Biography of Paul Lee Schlegel

45th Inf Div, USA

     Paul Lee Schlegel served in the U.S.Army with the Thunderbirds, the 45th Infantry Division.  

    The 45th Infantry was formed from the Arizona, Colorado, New Mexico and Oklahoma National Guards on 16 February 1940.  The unit trained in the United States until June 3, 1943 when it departed Hampton Roads bound for North Africa, arriving there on June 22nd.  The unit trained at Arzew. The 45th then partook in the assault on Scoglitti Siciliy on July 10th, taking COmiso and Ragusa Airport and repulsing German counter attacks.  The Thunderbirds met the Canadien 1st Division on July 12th, moved forward through Licodia and Monterosso on the 13th and crossed the Salso at Caltanisetta five days later.  The unit engaged Italian rear guards on the 20th at Vallelunga and fought the Battle of Motta Hill from the 26th through the 30th of July.  The unit engaged the enemy at San Mauro, Tusa and San Stefano through August 1st when relieved.  The unit went into the rear but for the 157th Infantry Regiment which landed near Barcelona to block Axis withdrawals.

     The 45th took part in the attack upon Salerno on September 10th, with the 157th and 179th heavily engaged at Ponte Sele and the Tobacco Factory.  By the 19th the division was pressing forward up Highway 91 and by the 20th of OCtober had reached the Volturno River, taking Oliveto and Piedmont D'Alife among other objectives.

     Relieved on the 20th, the division had a short respite resuming the offensive on the 3rd of November. Breaking the Hitler line during a ten day battle, the division then pressed the Germans into their mountain defenses, seizing Hill 769 and Mt. La Posta during December. The division was engaged in attempting to clear the hills north of Cassino when it was withdrawn on January 9, 1945.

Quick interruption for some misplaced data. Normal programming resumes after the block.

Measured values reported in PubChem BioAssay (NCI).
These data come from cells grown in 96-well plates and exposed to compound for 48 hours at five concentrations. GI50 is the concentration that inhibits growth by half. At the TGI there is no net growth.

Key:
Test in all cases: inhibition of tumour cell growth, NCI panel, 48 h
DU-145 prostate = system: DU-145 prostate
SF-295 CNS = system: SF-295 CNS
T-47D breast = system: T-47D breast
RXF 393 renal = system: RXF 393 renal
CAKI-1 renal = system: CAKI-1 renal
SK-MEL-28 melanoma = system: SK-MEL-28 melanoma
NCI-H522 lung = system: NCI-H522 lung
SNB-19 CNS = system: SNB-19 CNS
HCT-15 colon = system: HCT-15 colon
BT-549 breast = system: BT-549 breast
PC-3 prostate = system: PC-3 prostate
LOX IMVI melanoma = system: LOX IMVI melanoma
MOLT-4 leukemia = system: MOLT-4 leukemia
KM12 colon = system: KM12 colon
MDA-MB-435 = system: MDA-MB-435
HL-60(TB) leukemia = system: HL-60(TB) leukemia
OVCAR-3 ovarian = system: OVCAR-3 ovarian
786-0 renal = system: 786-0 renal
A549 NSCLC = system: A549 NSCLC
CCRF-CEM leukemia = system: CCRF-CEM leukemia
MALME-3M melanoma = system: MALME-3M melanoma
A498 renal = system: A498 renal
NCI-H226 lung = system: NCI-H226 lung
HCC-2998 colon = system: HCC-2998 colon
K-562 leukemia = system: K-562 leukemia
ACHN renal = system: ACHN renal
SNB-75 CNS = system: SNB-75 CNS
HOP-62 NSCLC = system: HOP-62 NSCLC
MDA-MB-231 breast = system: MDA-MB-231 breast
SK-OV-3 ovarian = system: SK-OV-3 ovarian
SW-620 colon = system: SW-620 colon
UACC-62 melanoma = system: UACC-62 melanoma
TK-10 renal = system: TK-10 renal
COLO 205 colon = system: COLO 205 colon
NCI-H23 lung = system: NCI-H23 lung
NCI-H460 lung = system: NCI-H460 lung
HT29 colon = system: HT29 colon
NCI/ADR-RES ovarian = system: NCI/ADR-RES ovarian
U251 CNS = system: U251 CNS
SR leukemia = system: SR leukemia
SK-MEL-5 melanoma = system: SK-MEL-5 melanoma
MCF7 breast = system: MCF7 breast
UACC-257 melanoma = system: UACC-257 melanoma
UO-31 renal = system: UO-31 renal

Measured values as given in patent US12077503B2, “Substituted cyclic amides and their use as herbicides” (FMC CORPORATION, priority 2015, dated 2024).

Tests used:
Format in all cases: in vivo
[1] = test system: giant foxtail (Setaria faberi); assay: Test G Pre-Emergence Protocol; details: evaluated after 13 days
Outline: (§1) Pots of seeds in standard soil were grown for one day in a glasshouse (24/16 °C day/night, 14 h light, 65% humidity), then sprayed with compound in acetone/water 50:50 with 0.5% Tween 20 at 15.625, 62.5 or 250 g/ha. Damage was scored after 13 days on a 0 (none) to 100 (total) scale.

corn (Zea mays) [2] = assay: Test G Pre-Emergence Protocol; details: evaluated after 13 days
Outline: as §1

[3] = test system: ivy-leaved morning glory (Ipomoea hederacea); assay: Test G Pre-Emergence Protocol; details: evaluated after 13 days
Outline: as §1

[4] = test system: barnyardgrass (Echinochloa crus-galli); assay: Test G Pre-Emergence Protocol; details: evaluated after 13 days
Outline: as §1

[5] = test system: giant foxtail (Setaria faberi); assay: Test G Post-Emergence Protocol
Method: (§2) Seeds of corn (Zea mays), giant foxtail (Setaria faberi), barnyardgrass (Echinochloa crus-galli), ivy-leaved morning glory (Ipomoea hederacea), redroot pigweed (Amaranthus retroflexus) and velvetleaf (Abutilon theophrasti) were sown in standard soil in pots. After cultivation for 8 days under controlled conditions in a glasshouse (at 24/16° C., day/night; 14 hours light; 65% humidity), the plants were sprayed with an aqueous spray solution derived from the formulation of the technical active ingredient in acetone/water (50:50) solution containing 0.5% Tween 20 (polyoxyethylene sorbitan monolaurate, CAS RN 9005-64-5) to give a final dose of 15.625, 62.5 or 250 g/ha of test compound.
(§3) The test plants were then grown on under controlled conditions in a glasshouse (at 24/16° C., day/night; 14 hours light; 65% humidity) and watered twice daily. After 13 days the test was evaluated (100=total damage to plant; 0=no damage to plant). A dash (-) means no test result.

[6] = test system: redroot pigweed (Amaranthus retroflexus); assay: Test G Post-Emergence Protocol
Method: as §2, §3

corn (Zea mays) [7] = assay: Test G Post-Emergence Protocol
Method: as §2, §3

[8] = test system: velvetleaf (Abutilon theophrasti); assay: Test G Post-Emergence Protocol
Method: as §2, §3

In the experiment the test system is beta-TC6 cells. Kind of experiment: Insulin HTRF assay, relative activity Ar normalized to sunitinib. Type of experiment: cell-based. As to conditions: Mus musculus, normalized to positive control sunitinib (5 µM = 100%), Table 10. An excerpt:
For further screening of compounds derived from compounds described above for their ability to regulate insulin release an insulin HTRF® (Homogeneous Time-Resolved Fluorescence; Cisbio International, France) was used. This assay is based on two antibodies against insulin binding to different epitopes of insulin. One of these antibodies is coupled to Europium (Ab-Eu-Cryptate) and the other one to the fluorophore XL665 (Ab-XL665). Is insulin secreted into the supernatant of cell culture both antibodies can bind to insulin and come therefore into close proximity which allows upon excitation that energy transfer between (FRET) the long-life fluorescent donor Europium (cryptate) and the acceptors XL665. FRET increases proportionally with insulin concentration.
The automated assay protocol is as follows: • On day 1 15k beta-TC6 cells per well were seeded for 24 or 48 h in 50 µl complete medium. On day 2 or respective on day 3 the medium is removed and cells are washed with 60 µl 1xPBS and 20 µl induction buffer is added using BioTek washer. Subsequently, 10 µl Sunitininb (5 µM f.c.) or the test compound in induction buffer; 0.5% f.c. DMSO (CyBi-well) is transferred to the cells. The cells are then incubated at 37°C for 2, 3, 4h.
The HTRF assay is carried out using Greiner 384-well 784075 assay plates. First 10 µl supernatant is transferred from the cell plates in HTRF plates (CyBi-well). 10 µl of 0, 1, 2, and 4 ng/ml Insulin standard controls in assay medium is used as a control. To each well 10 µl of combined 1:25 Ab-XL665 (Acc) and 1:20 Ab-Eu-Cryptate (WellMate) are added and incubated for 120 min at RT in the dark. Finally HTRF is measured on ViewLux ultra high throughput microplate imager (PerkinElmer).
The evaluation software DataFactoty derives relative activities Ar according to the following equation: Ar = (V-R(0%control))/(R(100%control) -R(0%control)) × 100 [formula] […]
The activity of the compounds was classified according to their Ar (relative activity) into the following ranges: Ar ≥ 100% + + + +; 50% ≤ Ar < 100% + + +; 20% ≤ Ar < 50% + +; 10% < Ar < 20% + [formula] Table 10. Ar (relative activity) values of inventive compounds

The 45th next took part in the Anzio invasion on January 22nd.  The unit defended the beachhead there and on February 11th made an attempt to recapture the factory area of that field.  A German counter attack on the 18th isolated the 157th and pushed the 179th back to the beach head. The unit was placed in reserve thereafter till May 23rd when the 45th pushed up the Albano road. The division secured river crossings north of Rome by June 4, 1944 and was relieved on June 16th.

     Therafter the division took part in the invasion of Southern France at St. Maxime, August 15, 1944 and pushed on from there through a battle at Barjols on the 18th and 19th and on to the Rhome and Ains rivers by the 30th.  Heavy fighting ensued at Meximieux on the 1st and 2nd of September and then again in Villersexel on the 13th.  The division engaged in heavy combat, crossing the Moselle, taking Epinal, Girmont, and Bruyeres and crossing the Mortagne until being relieved on November 1st through the 9th for rest.

     The division then captured forts of the Maginot Line near Mutzig on the 25th and took Mertzwiller in heavy combat on the 5th of December.  Thereafter the unit was engaged in heavy fighting which isolated some of its units, pushed it back into defensive positions and decimated a battalion of the 157th near Reipersweiler on January 18th, 1945.  On February 17th the unit was relivieved for rehabilitation from its defensive positions along the Rothbach Aur-Moder River line.

     The Division returned to the lines on March 15th, crossing the West Wall and then to the Rhine, on the 21st. The Division crossed the Rhine at Hamm on the 26th and raced to create a bridgehead across the Main River at Obernau on March 28th. The Battle of Aschaffenburg followed through the 3rd, entailing house to house fighting before the city was captured by the 157th.

     The Division then fought in the Battle for Nuremburg 16-20 April before moving on to the Danube and Munich, crossing the Danube on the 26th of April.  The Division occupied Munich through VE and VJ Days.

      The 45th partook in the Sicily, Naples-Foggia, Anzio, Rome-Arno, Southern France, Rhineland, Ardennes-Alsace, and Central Europe campaigns and in those campaigns sufferred 3,547 killed, plus 533 more who would die of wounds and 14,441 wounded in 10 months of combat.  Of these one was Paul Schlegel, who was wounded twice. He carried a piece of schrapnel in his back until he passed away 9 years ago.



Albert R. Panebianco, S/Sgt, 157th Regt, 45th Inf Div, USA, Use Back Key To Return


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